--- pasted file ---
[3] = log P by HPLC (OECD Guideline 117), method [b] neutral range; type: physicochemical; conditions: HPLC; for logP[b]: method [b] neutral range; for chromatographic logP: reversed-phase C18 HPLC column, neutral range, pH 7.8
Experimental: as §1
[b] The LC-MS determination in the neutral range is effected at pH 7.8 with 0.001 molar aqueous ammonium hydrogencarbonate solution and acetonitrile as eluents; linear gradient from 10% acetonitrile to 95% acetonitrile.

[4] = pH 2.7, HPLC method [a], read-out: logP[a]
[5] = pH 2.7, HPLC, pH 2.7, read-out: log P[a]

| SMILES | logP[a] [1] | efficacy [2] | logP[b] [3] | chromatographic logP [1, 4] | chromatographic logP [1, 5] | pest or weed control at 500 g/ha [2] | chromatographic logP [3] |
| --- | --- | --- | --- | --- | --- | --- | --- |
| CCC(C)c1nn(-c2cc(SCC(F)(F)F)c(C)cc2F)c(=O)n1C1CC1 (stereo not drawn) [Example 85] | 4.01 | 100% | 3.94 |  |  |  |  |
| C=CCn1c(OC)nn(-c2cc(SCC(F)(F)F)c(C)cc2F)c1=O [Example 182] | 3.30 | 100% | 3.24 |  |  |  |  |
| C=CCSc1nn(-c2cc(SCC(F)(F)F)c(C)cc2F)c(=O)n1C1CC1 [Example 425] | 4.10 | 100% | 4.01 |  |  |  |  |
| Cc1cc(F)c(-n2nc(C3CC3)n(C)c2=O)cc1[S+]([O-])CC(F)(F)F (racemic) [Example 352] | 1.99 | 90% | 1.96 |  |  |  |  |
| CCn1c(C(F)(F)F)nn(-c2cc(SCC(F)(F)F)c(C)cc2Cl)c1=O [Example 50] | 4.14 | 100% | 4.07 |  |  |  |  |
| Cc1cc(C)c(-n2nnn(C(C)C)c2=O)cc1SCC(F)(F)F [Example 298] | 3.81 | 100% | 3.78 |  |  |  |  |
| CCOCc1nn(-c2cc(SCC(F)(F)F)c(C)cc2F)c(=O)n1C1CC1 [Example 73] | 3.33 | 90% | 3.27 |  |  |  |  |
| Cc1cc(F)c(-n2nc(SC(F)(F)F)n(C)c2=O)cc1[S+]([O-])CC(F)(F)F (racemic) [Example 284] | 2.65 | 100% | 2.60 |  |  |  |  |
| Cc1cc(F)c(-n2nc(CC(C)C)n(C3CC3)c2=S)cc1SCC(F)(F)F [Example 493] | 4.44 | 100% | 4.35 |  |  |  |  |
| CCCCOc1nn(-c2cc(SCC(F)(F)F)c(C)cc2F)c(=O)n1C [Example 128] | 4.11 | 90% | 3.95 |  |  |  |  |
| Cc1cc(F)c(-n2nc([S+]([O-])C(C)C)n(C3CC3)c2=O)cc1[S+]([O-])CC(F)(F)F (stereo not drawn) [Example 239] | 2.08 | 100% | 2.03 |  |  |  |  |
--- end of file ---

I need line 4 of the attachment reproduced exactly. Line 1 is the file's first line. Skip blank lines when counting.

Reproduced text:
[4] = pH 2.7, HPLC method [a], read-out: logP[a]